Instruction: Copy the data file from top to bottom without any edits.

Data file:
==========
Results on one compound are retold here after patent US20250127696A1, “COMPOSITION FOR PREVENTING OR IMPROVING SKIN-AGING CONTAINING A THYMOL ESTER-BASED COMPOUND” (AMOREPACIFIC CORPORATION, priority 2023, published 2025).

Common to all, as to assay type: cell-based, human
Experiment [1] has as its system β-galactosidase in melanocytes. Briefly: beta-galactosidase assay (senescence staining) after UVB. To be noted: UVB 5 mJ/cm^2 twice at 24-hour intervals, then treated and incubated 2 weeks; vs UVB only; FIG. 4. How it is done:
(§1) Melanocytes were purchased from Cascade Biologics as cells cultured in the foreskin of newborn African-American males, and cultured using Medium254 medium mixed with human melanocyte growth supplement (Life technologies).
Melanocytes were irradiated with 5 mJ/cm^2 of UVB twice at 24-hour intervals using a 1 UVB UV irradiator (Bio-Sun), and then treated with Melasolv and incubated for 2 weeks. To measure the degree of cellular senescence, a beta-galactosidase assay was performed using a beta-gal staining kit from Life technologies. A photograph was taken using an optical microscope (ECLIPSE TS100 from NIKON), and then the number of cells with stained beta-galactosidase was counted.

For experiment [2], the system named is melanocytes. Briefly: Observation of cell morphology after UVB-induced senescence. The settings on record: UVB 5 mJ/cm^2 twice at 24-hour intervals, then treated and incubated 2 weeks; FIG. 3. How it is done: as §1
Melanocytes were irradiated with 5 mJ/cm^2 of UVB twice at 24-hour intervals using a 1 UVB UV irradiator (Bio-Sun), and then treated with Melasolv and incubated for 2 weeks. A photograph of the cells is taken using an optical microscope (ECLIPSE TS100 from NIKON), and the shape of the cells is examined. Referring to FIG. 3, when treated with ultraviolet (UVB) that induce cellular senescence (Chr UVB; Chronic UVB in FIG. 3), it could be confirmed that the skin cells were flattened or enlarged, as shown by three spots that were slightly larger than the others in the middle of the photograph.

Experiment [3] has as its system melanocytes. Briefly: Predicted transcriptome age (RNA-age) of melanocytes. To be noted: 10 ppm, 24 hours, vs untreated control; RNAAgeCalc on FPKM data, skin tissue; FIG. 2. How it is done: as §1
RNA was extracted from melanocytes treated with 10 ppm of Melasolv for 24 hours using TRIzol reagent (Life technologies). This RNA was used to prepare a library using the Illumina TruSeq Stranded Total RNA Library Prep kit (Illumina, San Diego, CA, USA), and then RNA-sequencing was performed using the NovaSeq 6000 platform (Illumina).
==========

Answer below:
Results on one compound are retold here after patent US20250127696A1, “COMPOSITION FOR PREVENTING OR IMPROVING SKIN-AGING CONTAINING A THYMOL ESTER-BASED COMPOUND” (AMOREPACIFIC CORPORATION, priority 2023, published 2025).

Common to all, as to assay type: cell-based, human
Experiment [1] has as its system β-galactosidase in melanocytes. Briefly: beta-galactosidase assay (senescence staining) after UVB. To be noted: UVB 5 mJ/cm^2 twice at 24-hour intervals, then treated and incubated 2 weeks; vs UVB only; FIG. 4. How it is done:
(§1) Melanocytes were purchased from Cascade Biologics as cells cultured in the foreskin of newborn African-American males, and cultured using Medium254 medium mixed with human melanocyte growth supplement (Life technologies).
Melanocytes were irradiated with 5 mJ/cm^2 of UVB twice at 24-hour intervals using a 1 UVB UV irradiator (Bio-Sun), and then treated with Melasolv and incubated for 2 weeks. To measure the degree of cellular senescence, a beta-galactosidase assay was performed using a beta-gal staining kit from Life technologies. A photograph was taken using an optical microscope (ECLIPSE TS100 from NIKON), and then the number of cells with stained beta-galactosidase was counted.

For experiment [2], the system named is melanocytes. Briefly: Observation of cell morphology after UVB-induced senescence. The settings on record: UVB 5 mJ/cm^2 twice at 24-hour intervals, then treated and incubated 2 weeks; FIG. 3. How it is done: as §1
Melanocytes were irradiated with 5 mJ/cm^2 of UVB twice at 24-hour intervals using a 1 UVB UV irradiator (Bio-Sun), and then treated with Melasolv and incubated for 2 weeks. A photograph of the cells is taken using an optical microscope (ECLIPSE TS100 from NIKON), and the shape of the cells is examined. Referring to FIG. 3, when treated with ultraviolet (UVB) that induce cellular senescence (Chr UVB; Chronic UVB in FIG. 3), it could be confirmed that the skin cells were flattened or enlarged, as shown by three spots that were slightly larger than the others in the middle of the photograph.

Experiment [3] has as its system melanocytes. Briefly: Predicted transcriptome age (RNA-age) of melanocytes. To be noted: 10 ppm, 24 hours, vs untreated control; RNAAgeCalc on FPKM data, skin tissue; FIG. 2. How it is done: as §1
RNA was extracted from melanocytes treated with 10 ppm of Melasolv for 24 hours using TRIzol reagent (Life technologies). This RNA was used to prepare a library using the Illumina TruSeq Stranded Total RNA Library Prep kit (Illumina, San Diego, CA, USA), and then RNA-sequencing was performed using the NovaSeq 6000 platform (Illumina).